Leveraging social influencers to boost your brand

What is an influencer? The term generally refers to individuals whose talent for entertaining, inspiring or advising others has earned them a high profile and a sizable audience of followers. More specifically, influencers are those who, in online forums or on social media, can positively impact brand perceptions. Influencers are active on social media channels ranging from Facebook to Instagram and even LinkedIn.

Leveraging social influencers has been proven to add value. Consider, for instance, that in most industries word-of-mouth is credited as being the primary influence for consumer product and service choices. According to McKinsey & Company, word-of-mouth is “the primary factor behind 20 to 50 percent of all purchasing decisions.”

To understand the power of word-of-mouth, look at your own purchasing behaviors. Are you more likely to try a new restaurant based on an advertisement or on a recommendation from a friend?

The power of influence

Recommendations have long driven buyer behaviors. While the influencers of the pre-digital marketing era may have functioned under other names — endorsers, for example, or spokespeople — the concept is the same. When well-known and well-regarded individuals, especially celebrities, recommend a company, product or service, good things can happen to those brands. Because of the power of these recommendations, digital marketers have increasingly sought to partner with social influencers to help boost their online brands.

Consider, for instance, the power of sports figures for retailers like Under Armour and Nike. Other brands, like L’Oréal, are leveraging social influencers by partnering with online personalities who have large numbers of followers on social media channels to help promote their brands. L’Oréal’s Beauty Squad has brought together five of the most influential British beauty YouTubers to evangelize the brand. Because of the visual potential of communicating with consumers around makeup and makeup application, YouTube is an obvious choice in this case.

And while it seems natural for retailers to leverage social influencers, B2B companies can — and do — benefit as well. When digital marketing influencers like Joe Pulizzi, Guy Kawasaki and others share their opinions about digital marketing products and services with their followers, those followers notice.

Connecting with influencers

Sometimes influence occurs organically — a celebrity or an individual with a large online presence happens to notice and post about your brand. Other times it happens through astute observation and quick-witted action, as was the case when Emirates noticed that Casey Neistat, a blogger with a large following, had booked a flight on the airline. After they upgraded him to a special first-class seat, he responded by filming the flight and posting his positive experience to his YouTube channel.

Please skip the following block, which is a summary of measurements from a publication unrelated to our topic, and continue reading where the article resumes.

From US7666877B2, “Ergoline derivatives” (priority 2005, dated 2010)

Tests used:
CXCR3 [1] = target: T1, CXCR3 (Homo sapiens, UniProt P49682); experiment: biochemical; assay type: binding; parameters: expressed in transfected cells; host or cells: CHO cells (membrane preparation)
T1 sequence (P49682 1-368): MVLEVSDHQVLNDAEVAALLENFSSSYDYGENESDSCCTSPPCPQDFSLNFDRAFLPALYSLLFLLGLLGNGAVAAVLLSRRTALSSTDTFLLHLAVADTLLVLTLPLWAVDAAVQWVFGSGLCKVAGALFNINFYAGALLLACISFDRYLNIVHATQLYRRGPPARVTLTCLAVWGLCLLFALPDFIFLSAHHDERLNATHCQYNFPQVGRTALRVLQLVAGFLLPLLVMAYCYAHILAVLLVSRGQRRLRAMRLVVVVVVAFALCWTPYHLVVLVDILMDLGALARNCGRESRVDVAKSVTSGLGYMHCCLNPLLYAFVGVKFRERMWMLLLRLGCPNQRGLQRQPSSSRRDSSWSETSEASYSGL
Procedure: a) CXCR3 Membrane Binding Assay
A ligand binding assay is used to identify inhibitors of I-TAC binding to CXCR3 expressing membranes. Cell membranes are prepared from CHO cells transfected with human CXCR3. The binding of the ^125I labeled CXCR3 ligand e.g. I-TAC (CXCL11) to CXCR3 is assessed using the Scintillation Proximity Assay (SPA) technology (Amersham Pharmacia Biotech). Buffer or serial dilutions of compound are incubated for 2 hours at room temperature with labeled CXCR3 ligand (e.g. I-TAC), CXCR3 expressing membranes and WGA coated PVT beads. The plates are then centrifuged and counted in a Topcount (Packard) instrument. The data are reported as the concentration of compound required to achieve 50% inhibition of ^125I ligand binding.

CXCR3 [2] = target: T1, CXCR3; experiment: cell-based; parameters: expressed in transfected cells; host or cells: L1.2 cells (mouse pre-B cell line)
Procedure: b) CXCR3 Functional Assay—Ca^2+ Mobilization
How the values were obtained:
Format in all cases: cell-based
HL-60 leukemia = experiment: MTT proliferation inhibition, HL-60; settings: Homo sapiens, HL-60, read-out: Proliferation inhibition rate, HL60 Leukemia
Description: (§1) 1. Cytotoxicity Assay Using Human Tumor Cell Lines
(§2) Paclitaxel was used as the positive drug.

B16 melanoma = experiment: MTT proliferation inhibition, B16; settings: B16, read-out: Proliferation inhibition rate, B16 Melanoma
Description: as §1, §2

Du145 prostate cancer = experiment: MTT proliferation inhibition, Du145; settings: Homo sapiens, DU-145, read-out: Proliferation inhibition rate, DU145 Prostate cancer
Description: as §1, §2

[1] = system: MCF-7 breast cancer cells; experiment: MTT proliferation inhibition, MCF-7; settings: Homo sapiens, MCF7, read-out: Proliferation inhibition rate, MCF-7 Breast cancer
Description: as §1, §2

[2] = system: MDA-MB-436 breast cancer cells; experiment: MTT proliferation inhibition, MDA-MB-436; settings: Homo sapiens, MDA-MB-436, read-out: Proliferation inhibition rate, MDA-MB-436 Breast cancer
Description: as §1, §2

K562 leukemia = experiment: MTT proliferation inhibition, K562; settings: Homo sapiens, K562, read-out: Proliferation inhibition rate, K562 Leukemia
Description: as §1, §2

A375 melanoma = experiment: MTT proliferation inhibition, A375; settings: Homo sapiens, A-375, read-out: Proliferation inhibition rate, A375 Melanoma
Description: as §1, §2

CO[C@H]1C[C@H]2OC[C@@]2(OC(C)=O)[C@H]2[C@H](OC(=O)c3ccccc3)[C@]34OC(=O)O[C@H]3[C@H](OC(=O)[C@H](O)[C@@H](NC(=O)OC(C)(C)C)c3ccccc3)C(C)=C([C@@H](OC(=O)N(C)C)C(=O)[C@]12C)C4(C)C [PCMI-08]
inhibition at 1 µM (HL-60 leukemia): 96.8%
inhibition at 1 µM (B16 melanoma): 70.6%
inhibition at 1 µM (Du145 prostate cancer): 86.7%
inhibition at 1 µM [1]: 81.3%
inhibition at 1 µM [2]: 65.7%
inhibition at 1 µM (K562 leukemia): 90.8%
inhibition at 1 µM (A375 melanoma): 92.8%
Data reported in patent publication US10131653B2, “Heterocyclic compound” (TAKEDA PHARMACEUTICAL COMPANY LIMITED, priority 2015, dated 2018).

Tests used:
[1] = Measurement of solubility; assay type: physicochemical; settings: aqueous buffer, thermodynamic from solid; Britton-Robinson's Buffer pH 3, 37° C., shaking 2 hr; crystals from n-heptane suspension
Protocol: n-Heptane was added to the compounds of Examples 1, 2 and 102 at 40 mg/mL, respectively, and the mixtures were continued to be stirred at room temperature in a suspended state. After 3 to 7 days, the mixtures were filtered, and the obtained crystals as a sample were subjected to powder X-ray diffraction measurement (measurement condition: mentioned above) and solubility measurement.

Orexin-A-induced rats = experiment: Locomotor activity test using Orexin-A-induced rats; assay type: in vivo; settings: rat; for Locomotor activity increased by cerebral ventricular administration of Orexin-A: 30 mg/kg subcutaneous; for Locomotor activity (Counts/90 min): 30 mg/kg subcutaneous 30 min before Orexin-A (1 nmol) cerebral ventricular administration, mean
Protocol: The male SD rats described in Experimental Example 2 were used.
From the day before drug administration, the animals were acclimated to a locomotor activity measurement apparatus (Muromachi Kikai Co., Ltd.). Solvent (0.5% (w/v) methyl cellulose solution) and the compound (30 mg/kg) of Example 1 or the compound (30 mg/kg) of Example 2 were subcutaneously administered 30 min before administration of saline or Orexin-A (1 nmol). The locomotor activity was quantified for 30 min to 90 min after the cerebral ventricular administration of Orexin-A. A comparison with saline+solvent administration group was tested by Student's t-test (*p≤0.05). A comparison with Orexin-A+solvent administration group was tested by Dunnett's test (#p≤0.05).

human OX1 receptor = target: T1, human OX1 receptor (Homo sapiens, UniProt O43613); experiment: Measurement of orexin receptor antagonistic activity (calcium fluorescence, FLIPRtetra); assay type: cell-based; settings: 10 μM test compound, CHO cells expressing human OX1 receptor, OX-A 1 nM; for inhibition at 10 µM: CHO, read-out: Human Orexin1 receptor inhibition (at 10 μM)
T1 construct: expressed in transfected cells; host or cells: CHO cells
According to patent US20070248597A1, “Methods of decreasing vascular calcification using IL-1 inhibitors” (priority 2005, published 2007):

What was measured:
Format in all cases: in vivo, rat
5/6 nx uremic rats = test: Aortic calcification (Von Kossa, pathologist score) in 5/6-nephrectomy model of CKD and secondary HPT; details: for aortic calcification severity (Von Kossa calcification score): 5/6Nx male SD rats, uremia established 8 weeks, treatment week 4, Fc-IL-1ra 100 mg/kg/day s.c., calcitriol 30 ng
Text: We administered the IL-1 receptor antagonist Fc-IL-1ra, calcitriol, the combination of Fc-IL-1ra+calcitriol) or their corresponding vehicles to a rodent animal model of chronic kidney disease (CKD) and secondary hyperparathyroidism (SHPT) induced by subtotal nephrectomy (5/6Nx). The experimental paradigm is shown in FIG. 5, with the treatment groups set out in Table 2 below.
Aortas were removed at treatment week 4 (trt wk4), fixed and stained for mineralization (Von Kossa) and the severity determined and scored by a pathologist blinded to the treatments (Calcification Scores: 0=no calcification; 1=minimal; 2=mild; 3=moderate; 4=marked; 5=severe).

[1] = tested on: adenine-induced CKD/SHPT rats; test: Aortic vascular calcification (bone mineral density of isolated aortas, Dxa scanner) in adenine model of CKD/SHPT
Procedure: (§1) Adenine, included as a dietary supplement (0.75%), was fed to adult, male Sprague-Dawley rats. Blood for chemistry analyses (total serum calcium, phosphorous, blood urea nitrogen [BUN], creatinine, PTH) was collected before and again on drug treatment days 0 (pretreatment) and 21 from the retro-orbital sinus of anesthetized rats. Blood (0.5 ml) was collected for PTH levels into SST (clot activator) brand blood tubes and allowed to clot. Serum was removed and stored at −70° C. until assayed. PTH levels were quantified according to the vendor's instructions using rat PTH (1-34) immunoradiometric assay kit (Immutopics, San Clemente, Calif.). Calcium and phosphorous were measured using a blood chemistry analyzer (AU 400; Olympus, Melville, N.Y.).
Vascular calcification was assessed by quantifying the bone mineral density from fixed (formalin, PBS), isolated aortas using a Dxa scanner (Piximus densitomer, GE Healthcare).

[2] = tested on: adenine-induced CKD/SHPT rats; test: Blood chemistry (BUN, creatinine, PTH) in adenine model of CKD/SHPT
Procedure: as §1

More often, engaging with influencers is not unlike networking and engaging with anyone else, a process that involves reaching out, starting a conversation and offering samples, to start.

Avoiding the influencer danger zone

The constant evolution of social media platforms and related marketing tactics has made it difficult for consumers to discern when an online comment is based on authentic personal opinion or preference, versus those driven by compensation. This confusion can bring brands and influencers at odds with the Federal Trade Commission (FTC). There have long been FTC rules related to the use of endorsements and testimonials in advertising, and they still apply to social media and influencer marketing. Marketers and influencers alike must practice due diligence and stay on top of regulatory developments. In April 2017, 90 brands and influencers received a letter from the FTC after failing to properly disclose partnerships.

The FTC makes a distinction between organic (i.e., not compensated) and sponsored comments,+ stating that if there is a “material connection” between an influencer and an advertiser, the connection must be “clearly and conspicuously disclosed.” Those connections could include “a business or family relationship, monetary payment or the gift of a free product.”

These distinctions seem clear, but there are danger zones corporate communicators need to be aware of. Many communicators don’t know, for instance, that partnership disclosures on Instagram must be placed above the “More” button. Or, suppose your company is the PR firm for a large retail organization. Is it OK for staff members to positively praise those products through their social media accounts? What about employees who work for organizations like L’Oréal, Emirates or others? Is it OK for them to spread positive posts about their companies and the companies’ products and services? The answer: It depends. Corporate communications professionals would be wise to seek legal counsel when navigating what can sometimes be murky terrain.

The bottom line: Social influencers can provide big benefits to brands and should be appropriately leveraged to spread word-of-mouth in potentially viral ways — but companies and their communications staff need to ensure that they don’t run afoul of FTC guidelines in the process.

Lin Grensing-Pophal, MA, SHRM-SCP is Owner/CEO of Strategic Communications, LLC, and a marketing and communication strategist with expertise in strategic planning, PR/media relations, social media and SEO and corporate communications. Linda is the author of several books on marketing and business practices. Pophal is an accredited member of SHRM, IABC and the American Marketing Association.

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